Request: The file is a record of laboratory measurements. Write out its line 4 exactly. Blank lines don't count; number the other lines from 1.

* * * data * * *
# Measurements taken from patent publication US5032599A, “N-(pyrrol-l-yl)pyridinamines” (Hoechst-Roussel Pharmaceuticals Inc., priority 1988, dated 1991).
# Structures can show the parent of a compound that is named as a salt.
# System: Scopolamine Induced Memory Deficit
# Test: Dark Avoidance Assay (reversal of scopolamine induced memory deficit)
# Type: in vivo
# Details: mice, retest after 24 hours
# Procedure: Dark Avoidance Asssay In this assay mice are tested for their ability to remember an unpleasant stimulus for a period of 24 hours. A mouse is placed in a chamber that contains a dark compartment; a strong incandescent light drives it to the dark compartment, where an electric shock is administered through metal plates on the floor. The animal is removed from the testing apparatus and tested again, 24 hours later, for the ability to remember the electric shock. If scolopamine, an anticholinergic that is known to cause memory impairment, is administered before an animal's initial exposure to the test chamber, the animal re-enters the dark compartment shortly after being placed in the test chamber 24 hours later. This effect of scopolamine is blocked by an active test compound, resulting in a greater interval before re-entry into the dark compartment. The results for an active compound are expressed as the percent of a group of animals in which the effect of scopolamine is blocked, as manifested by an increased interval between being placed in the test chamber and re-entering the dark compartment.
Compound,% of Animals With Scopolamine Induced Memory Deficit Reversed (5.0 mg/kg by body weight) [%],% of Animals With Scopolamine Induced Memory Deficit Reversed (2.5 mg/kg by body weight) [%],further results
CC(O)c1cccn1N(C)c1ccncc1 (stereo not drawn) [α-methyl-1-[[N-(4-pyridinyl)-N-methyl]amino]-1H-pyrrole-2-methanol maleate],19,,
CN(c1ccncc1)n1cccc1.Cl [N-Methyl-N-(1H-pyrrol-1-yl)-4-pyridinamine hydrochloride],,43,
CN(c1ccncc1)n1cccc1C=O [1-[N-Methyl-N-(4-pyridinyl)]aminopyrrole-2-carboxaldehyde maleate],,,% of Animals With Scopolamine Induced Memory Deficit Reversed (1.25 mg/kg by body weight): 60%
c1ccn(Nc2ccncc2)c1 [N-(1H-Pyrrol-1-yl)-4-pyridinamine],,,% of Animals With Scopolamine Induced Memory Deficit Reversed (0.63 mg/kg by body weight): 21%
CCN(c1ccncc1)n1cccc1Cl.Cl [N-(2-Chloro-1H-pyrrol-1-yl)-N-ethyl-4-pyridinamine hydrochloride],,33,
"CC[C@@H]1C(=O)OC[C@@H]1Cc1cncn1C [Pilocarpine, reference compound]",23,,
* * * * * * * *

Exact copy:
# Test: Dark Avoidance Assay (reversal of scopolamine induced memory deficit)